Wednesday, 16 February 2011


“Love is what we were born with. Fear is what we learned here” - Marianne Williamson.

The Moche people of Northern Peru were known both for their exquisite pottery and their elaborate ritual sacrifices of their most elite warriors. 

On the north coast of Peru, close to the city of Trujillo, are the spectacular remains of one of their sacred temples, Huaca de la Luna. The finely painted murals, which survive to this day, are a fascinating insight into the Moche’s beliefs and rituals.

The God of the Moche
The Moche’s sacred god was known as Ai-Apaec and devoted subjects would go to great lengths to please their deity. Extreme weather events, of which there were many due to powerful El Ninos, were thought to be due to the wrath of Ai-Apaec which had to be appeased through any means.

The most elite warriors would engage in a ritual combat before the losers were led back to the sacred temple where their blood was sacrificed as an offering to their god.

Particularly fascinating are the many depictions of Ai-Apaec painted on the temple walls. The murals show the god’s emotions of anger, sadness and of course happiness after being appeased by the human sacrifice.

The Moche were a very sophisticated civilization, capable of building great structures and of exquisite craftsmenship. Yet generation after generation lived their entire lives in fear and reverence of an entity which ultimately, was nothing more than a creation of the mind.

The Power of the Mind 
It is amazing how the mind can be so powerful in its creation of beliefs. Once the belief is in place, the mind will interpret everything else that happens as further proof that the belief is true.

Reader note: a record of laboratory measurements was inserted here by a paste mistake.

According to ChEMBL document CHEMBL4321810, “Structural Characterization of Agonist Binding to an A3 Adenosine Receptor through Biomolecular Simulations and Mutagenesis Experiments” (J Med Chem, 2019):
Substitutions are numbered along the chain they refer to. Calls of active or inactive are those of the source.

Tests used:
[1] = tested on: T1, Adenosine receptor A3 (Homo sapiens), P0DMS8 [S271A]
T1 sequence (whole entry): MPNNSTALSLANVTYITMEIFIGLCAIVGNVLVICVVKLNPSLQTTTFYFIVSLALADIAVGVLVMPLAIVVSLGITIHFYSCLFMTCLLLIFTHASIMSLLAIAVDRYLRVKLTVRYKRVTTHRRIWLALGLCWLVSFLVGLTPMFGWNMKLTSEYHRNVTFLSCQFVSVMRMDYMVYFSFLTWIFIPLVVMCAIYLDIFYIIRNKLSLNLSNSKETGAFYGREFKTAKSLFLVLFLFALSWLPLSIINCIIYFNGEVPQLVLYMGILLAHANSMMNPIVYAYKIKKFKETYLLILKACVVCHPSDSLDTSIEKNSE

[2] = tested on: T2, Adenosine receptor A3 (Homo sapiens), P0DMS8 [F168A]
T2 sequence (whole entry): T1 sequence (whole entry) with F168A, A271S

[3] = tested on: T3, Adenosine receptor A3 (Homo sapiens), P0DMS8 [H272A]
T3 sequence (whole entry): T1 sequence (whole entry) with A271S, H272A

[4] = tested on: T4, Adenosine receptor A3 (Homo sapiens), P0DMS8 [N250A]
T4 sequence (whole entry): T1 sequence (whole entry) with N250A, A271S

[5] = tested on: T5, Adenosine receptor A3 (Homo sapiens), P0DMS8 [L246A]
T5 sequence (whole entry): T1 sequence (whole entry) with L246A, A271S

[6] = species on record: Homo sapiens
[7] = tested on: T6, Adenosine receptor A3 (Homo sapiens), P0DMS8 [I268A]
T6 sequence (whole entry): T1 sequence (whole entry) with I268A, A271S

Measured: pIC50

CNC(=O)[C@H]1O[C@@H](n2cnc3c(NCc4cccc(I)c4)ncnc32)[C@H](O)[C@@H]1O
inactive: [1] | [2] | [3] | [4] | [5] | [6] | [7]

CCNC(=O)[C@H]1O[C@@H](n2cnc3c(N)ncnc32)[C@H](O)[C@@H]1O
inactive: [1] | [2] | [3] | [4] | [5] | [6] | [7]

For the Moche, the extreme weather of El Nino was the wrath of Ai-Apaec. In reality, Ai-Apaec was nothing more than a creation of the mind and a collection of painted murals. 

Even more amazing was their conclusion that killing their best warriors would actually help matters. The Moche of course were not alone, many ancient civilizations held similar beliefs.

When we think of it, even with all our ‘modern sophistication’, sometimes we can be quite similar to the Moche, living in fear of our own Ai-Apaecs.

In the modern world, our Ai-Apaecs can be the beliefs that we carry around with us, the things we live in fear of and constantly try to appease. Sometimes we even sacrifice our best talents (like the Moche’s best warriors) because we limit ourselves by what we think is possible, by our beliefs about the world.

When we really examine them though, these beliefs and limitations that seem so solid are often nothing more than creations of the mind, nothing more than painted murals, our very own Ai-Apaec.

If the Moche had taken a step back, maybe they could have seen that the extreme weather simply happened in cycles, with or without their fear and supplication, with or without their rituals, with or without the blood of their warriors. The faces of Ai-Apaec were a figment of their imagination.

It’s not easy to take a step back, to really look at our beliefs objectively and to see how the mind creates them but it's certainly better than living a life in fear of Ai-Apaec.

Image: The faces of Ai-Aepaec at the Huaca de la Luna, Northern Peru


  1. wowowowo...Eu simplismente adoreiiiii essa sua mensagem...linda demais ...valeu a pena esperar alguns dias para ler tão maravilhosas palavras...quero que saiba que concordo plenamente contigo...a nossa mente pode ser nossa melhor amiga ou nosso impiedoso carrasco, pois ela tem um enorme poder sobre nossas atitudes e sentimentos. Obrigada por nos presentear novamente com suas sábias e belas mensagens. até breve. beijo. ;)

  2. Fear is one of the biggest inhibitors to realizing your dreams. And you're right Big Zen, it's created within ourselves and therefore, it has to be conquered within ourselves as well, but a lot of people don't have the courage to do it, so they take it out in the environment around them.

  3. @Cora
    Absolutely Cora, in the end I guess it's all about how we direct that energy. Thanks for stopping by.

  4. @Payal Thanks for commenting Payal.